better off reported higher levels of racial interaction than those who are economically worse off. Most respondents, 71%, said they believe that it is important to strive for a united South African nation. 75,5% of respondents said that being South African was a very important part of their identity. The report says that economic inequality is the major source of division in the country. Most respondents (61,4%) agreed that it is impossible to achieve a reconciled nation for as long as those who were economically excluded under apartheid continue to be excluded. Although people expressed a desire to have more contact with people of other race groups, it is clear that economic and spatial contexts created by apartheid continue to play a large factor in keeping people apart. This also serves to reinforce old prejudices. Legislated race-based discrimination defined apartheid. Every aspect of people’s lives was controlled by legislation: where they lived, where they socialised, where they played sport, whom they loved and even where they were buried was all determined by the colour of their skin. The architects of apartheid built a structure that, without legislation, continues to sustain its central tenets and so, in many ways, the system is sustained. It is this structure that continues to affirm racial prejudice. Social and economic division has reinforced racial prejudice. It is interesting to note in the IJR report that many South Africans believe the Truth and Reconciliation Commission (TRC) in the 1990s did not help the country come to terms with its history and initiate a healing process. The TRC opted for a restorative, non-punitive model, which emphasised truth rather than the punishment of those perpetrators who were willing to disclose their deeds. The TRC has been criticised, in recent years, for being ineffectual and letting perpetrators off the hook. The IJR points out that the TRC had a limited lifespan and it was up to government to carry forward the recommendations it made. This, however, has not been done well.

“Catholic education has led the way in the past in defeating institutionalised racism. Now, let us see this same system leading the way so that justice prevails,” Fr Russell Pollitt sJ writes. There are also generational differences in the evaluation of the work done by the TRC. Many young, dissatisfied South Africans will not remember the work of the TRC, and yet they find themselves living in conditions created by apartheid.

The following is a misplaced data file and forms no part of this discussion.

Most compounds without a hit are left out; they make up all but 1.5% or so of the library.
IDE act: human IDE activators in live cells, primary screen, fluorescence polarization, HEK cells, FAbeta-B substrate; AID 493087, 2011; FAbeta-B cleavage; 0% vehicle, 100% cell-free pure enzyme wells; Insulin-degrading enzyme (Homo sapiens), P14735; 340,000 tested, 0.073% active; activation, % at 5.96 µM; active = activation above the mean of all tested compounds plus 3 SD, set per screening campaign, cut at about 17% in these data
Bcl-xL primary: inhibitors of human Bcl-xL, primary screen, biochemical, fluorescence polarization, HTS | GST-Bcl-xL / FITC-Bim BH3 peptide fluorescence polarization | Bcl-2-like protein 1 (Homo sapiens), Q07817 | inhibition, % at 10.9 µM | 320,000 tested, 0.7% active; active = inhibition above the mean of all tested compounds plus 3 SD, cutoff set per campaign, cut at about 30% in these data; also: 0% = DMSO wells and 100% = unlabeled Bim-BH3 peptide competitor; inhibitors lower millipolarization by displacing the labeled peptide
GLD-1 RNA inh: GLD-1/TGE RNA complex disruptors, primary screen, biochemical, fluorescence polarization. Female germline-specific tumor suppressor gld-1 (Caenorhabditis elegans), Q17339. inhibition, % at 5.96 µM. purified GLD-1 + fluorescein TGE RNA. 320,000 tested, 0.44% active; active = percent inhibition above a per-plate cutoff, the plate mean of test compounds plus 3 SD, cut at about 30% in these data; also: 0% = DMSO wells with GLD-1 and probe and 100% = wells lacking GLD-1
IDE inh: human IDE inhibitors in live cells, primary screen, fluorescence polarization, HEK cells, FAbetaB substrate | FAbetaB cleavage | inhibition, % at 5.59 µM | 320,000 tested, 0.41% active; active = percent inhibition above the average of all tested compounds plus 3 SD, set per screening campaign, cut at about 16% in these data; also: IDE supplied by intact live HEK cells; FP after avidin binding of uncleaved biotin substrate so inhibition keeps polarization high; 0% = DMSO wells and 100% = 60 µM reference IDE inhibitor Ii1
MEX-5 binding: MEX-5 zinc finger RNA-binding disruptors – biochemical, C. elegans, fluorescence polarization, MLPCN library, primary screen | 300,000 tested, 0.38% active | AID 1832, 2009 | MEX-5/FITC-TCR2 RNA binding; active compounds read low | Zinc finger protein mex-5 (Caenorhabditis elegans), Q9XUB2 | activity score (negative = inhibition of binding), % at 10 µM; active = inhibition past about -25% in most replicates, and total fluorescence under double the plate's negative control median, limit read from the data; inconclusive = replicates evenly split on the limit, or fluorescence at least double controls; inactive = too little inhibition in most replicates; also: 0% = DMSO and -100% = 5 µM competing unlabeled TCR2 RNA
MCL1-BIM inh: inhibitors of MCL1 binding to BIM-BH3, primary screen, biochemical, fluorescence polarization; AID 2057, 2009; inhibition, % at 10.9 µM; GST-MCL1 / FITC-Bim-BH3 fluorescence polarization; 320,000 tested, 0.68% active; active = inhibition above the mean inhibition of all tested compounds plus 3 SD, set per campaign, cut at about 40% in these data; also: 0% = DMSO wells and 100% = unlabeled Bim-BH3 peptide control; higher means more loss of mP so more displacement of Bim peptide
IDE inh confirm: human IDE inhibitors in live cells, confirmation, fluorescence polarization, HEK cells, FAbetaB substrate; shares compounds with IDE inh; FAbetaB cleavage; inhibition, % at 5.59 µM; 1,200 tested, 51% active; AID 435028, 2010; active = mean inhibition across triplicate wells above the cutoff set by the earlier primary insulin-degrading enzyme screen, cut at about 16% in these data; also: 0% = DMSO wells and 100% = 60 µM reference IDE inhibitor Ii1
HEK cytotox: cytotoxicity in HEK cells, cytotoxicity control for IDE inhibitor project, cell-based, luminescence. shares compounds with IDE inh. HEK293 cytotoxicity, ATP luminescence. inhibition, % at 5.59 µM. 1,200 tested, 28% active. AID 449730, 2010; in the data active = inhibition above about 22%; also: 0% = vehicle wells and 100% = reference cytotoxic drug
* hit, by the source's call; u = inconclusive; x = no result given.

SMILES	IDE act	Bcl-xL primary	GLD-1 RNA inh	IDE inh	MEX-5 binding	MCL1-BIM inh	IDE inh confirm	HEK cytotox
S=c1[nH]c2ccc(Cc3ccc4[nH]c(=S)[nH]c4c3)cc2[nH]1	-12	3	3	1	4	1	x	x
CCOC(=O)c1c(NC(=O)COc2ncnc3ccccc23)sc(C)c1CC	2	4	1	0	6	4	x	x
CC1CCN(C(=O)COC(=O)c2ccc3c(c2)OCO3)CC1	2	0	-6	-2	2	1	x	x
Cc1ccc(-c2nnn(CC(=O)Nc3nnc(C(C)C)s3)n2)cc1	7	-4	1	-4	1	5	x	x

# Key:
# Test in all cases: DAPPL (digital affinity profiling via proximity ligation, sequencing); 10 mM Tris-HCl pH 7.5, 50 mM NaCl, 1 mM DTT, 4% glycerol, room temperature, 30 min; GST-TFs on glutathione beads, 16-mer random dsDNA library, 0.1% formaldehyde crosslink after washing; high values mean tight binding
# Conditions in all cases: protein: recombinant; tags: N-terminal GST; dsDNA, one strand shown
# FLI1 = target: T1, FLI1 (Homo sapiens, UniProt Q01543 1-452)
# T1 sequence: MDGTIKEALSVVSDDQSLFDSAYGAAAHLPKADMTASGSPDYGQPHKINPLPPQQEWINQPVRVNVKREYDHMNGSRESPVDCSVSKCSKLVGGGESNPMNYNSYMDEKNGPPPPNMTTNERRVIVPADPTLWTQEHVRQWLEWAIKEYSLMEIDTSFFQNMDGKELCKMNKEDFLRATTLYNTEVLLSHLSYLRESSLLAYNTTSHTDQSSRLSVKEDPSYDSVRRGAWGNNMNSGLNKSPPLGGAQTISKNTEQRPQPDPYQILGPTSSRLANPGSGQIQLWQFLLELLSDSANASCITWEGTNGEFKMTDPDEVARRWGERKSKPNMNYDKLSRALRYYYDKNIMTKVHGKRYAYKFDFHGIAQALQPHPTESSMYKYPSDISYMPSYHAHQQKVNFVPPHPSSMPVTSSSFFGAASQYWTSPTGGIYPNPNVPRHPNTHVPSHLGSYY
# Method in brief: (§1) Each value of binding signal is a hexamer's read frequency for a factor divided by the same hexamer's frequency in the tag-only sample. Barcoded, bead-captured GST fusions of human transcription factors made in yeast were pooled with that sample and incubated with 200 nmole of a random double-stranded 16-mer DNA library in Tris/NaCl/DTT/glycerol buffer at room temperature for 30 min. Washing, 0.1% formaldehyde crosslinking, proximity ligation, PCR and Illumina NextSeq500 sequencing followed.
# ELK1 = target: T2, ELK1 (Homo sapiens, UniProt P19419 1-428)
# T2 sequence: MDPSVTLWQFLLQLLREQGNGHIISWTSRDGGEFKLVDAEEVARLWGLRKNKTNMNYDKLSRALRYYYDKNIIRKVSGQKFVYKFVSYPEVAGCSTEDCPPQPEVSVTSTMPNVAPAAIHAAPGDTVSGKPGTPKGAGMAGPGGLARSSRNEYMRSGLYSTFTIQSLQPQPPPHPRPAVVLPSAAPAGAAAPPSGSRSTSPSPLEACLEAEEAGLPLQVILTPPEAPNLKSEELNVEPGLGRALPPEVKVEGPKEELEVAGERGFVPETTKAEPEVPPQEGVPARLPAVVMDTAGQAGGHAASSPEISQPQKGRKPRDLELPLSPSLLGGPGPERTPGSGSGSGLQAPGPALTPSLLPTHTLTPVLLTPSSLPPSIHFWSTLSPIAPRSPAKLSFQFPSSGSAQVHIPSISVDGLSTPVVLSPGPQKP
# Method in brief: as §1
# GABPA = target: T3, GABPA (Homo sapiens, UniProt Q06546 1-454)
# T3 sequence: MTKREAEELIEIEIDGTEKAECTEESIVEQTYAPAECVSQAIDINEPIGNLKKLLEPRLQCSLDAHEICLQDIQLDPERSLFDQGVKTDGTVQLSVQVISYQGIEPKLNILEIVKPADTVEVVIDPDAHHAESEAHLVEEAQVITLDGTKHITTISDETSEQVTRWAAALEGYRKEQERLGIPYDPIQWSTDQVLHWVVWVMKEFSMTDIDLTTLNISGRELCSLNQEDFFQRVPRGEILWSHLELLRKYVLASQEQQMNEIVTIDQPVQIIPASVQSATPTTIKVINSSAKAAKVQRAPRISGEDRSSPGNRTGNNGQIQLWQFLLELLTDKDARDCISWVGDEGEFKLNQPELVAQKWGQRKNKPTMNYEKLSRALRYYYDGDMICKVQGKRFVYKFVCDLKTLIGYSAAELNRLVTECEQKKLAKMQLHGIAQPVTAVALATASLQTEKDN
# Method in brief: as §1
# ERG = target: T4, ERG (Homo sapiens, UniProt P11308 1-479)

owards the end of 2015 something changed in South Africa. For many years disadvantaged people living in impoverished townships had tried to make their voices heard. Issues around access to education and other basic services have been the focus of many protests. Their plight has been largely ignored by government. Young people have brought the struggle to the cities, into the country’s tertiary education sector. Widespread protests erupted on campuses across the country. Uni-

versity administration and government powers were confronted. Young people who continue to feel culturally and economically excluded, desperately tried to make their voices heard. Campaigns like #RhodesMustFall and #FeesMustFall have become national and international symbols of the struggle for justice. It is clear that young disadvantaged South Africans have become impatient with the lack of transformation—on all fronts—in South Africa. When tertiary institutions opened for the new school year in February 2016, the protests continued. Those who have economic power will get a better start in life simply because they have resources. Many young people are excluded from a future, not based on merit, but because they are poor. This per-

petuates the country’s history of racism. It is going to take great commitment from every sector to transform South Africa into the kind of society enshrined in the country’s Constitution and envisioned in Catholic Social Teaching. The US bishops described this well in 1986: “When we deal with each other, we should do so with the sense of awe that arises in the presence of something holy and sacred” (in “Economic Justice for All: Pastoral Letter on Catholic Social Teaching and US Economy”). In this Year of Mercy it seems appropriate that we embark upon a journey of critical self-reflection around race. It seems entirely appropriate that we ask what role Catholic education can play in becoming a tool to empower those who, for a long time, have been disempowered because of the colour of their skin. It seems imperative that we ask how Catholic education can play a role in bringing about transformation. We need to go beyond collecting tins of food or clothing for the poor, or making sure that we have people of colour in our schools. We need to go beyond offering a few scholarships. A much more radical approach needs to be adopted if we are going to save South Africa from its current crisis and create a hopeful future. How can Catholic education help young people move out of poverty and give them opportunities for a future that breaks the cycle of poverty that they are trapped in? Perhaps the question we should be asking is: Are we willing to sacrifice more for the greater good? Answering this question will require moral courage, vision, shared responsibility for the common good and a well thought-through strategy. Catholic education has led the way in the past in defeating institutionalised racism. Now, let us see this same system leading the way so that justice prevails. n Fr Russell Pollitt SJ is the director of the Jesuit Institute.

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The southern Cross, June 22 to June 28, 2016